Wednesday, 29 January 2014

Savage culture

The sign "Savage culture" hangs above a shop in that extraordinary Cantabrian town Santillana del Mar: it's an oxymoron that came to mind during Inside Llewyn Davis this evening, and in reflecting about last night's film too.

The latest Coen Brothers offering, beautifully set in the early '60s, pivots round a young, gentle-till-provoked hobo, a talented New York guitarist and song-writer. Through many difficult and some violent relationships, not least with ginger cats, we watch his life slowly disintegrating, as his lyrical ballads are ruthlessly dismissed as noncommercial. Ulysses turns out to be the name of the no. 1 cat, but Llewyn Davis' Odyssey has no such happy ending. Why did he fail when Bob Dylan succeeded? we ask. Coming away, Caroline and I agreed: there but for the grace of God goes one of ours (similarly hirsute and entangled with cats).

Inside Llewyn Davis is an extremely funny, very sad film, a description applying equally to Dans la maison, François Ozon's brilliant second-to-last feature from 2012: our Film Society showed it last night. This centres on another male character encumbered by a busted flush of a father, but this time manipulating those around him, as opposed to being manipulated. Claude, aged 16, wreaks havoc within his bourgeois community, sending his literary Maestro mad as fantasy conflicts with reality. Culture, once again a double-edged sword.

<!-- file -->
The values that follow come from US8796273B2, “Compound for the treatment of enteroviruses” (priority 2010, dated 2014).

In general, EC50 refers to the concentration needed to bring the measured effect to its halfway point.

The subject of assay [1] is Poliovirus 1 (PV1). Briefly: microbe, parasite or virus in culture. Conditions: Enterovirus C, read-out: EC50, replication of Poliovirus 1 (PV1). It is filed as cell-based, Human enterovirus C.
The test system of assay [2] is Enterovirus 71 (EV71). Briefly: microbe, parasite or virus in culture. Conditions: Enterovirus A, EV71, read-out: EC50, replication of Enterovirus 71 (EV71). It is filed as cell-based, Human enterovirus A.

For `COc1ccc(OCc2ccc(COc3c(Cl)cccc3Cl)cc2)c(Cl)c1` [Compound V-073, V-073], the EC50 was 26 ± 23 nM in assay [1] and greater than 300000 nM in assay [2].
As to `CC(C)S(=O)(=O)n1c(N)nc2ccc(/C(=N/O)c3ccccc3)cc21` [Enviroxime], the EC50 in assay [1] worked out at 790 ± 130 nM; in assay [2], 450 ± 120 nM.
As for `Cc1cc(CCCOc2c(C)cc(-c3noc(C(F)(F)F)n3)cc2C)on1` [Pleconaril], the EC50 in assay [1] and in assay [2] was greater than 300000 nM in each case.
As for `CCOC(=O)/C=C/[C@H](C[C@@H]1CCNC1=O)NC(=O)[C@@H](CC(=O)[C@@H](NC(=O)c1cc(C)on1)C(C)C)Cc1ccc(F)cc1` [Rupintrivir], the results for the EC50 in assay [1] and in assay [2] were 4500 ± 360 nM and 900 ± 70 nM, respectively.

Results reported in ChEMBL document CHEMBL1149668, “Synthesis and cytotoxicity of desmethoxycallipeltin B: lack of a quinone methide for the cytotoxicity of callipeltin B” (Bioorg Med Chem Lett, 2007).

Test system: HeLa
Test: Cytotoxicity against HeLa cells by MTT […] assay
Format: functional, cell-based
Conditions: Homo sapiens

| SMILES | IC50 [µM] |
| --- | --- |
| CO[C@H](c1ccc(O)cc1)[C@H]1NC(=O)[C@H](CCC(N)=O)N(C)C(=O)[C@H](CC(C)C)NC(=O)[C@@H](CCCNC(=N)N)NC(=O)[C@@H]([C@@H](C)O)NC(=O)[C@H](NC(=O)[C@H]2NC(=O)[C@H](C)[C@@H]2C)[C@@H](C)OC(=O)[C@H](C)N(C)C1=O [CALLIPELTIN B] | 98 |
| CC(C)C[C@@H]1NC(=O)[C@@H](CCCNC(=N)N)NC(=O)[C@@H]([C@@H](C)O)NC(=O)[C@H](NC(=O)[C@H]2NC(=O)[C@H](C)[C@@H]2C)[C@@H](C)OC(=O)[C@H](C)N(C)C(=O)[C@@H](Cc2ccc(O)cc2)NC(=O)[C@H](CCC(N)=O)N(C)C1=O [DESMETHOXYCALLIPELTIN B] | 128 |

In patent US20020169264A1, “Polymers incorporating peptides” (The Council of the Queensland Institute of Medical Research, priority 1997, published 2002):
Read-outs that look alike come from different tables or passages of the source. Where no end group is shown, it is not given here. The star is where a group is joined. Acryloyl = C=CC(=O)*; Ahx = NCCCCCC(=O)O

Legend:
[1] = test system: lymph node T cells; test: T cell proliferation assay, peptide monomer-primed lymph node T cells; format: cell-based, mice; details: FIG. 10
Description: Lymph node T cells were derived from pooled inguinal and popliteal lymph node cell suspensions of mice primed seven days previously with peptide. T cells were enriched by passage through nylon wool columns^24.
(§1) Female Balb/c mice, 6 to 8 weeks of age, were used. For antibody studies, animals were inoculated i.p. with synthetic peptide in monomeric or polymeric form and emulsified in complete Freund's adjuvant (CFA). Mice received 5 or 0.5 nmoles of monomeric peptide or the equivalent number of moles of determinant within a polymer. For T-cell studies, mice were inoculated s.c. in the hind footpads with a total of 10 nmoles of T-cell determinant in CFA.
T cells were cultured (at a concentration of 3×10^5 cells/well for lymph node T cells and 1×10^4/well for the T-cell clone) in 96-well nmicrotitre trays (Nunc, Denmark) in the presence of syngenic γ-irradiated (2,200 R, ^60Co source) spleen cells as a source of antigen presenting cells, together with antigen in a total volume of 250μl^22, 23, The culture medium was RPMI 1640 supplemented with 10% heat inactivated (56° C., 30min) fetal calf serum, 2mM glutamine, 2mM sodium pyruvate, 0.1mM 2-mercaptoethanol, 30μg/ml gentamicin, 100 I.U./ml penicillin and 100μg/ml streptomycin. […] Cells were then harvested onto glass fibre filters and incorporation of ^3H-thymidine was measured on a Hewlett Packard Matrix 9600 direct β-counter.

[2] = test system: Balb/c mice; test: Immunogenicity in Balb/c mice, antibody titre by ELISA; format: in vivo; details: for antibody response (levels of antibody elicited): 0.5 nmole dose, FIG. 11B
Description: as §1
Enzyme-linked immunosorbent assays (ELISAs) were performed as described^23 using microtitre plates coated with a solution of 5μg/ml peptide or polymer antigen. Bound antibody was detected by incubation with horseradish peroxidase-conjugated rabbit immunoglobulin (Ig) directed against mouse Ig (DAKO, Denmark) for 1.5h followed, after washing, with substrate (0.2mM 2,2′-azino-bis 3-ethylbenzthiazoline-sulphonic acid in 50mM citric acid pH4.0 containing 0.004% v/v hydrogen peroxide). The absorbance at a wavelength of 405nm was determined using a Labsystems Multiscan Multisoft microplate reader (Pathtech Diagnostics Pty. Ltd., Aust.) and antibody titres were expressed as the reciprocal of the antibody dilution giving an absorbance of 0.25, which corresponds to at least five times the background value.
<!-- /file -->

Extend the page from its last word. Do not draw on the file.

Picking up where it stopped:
I took the photograph in Elmley Castle. Four of us reached there starting from Ashton-under-Hill, happily a dry walk this morning, with fine, long views: the rain has come back since.  It was mostly firm underfoot across Bredon Hill, but horribly muddy on the long descent. (We trudged back the long way, around the road.)

In St Mary's Church, you can't fail to see and wonder at two extraordinary tombs. On one, dating from c1700, the first Earl of Coventry lounges nonchalantly in full wig, one hand reaching out to pick up his coronet. The other - 25 years, but what seems like a whole world earlier - depicts members of the Savage family. Three lie as if asleep, the lady holding her baby daughter; while four other children kneel attentively at their feet. And between them, the head of a stag, with golden locks and one remaining but wondrous ear: its neck is pierced with an arrow. Savage culture once more.

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